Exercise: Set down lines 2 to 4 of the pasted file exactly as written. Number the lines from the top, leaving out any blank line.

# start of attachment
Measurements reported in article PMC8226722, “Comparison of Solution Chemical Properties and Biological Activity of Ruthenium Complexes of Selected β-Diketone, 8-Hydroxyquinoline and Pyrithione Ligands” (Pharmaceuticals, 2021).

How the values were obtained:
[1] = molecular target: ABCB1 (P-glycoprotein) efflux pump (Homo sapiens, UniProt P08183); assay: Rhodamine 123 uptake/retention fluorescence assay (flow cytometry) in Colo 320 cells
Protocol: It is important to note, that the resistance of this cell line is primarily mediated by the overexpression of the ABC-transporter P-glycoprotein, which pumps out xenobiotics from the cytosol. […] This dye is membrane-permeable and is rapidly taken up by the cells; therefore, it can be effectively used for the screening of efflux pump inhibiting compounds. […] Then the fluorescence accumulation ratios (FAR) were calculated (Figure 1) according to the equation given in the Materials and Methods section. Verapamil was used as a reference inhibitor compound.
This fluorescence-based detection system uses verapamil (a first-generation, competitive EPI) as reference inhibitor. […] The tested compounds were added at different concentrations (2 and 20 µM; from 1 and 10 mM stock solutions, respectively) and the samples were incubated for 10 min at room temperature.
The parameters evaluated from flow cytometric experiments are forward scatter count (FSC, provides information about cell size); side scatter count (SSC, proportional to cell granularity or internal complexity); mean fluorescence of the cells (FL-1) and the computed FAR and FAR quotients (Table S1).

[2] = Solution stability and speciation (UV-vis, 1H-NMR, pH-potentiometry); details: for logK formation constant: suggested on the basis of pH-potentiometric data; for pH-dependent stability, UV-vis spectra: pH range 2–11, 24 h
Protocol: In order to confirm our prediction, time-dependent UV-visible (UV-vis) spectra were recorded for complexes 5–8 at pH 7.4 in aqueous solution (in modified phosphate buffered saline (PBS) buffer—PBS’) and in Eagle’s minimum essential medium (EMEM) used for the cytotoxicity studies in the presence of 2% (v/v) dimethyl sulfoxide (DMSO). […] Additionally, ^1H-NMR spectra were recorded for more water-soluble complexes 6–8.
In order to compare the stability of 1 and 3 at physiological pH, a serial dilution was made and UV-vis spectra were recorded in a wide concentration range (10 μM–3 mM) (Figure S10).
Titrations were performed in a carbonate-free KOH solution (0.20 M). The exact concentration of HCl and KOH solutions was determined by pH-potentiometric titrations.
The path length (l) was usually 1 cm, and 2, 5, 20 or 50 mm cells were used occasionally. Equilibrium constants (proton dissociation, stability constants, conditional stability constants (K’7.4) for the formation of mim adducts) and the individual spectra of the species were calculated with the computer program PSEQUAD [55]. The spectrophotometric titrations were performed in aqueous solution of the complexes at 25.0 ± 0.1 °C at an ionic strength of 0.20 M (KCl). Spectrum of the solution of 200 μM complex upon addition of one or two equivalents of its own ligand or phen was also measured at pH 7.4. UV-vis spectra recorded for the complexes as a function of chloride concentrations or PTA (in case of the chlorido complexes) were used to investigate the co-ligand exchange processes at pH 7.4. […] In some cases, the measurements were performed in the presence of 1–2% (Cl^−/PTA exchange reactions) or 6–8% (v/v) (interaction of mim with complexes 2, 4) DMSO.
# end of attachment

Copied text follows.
How the values were obtained:
[1] = molecular target: ABCB1 (P-glycoprotein) efflux pump (Homo sapiens, UniProt P08183); assay: Rhodamine 123 uptake/retention fluorescence assay (flow cytometry) in Colo 320 cells
Protocol: It is important to note, that the resistance of this cell line is primarily mediated by the overexpression of the ABC-transporter P-glycoprotein, which pumps out xenobiotics from the cytosol. […] This dye is membrane-permeable and is rapidly taken up by the cells; therefore, it can be effectively used for the screening of efflux pump inhibiting compounds. […] Then the fluorescence accumulation ratios (FAR) were calculated (Figure 1) according to the equation given in the Materials and Methods section. Verapamil was used as a reference inhibitor compound.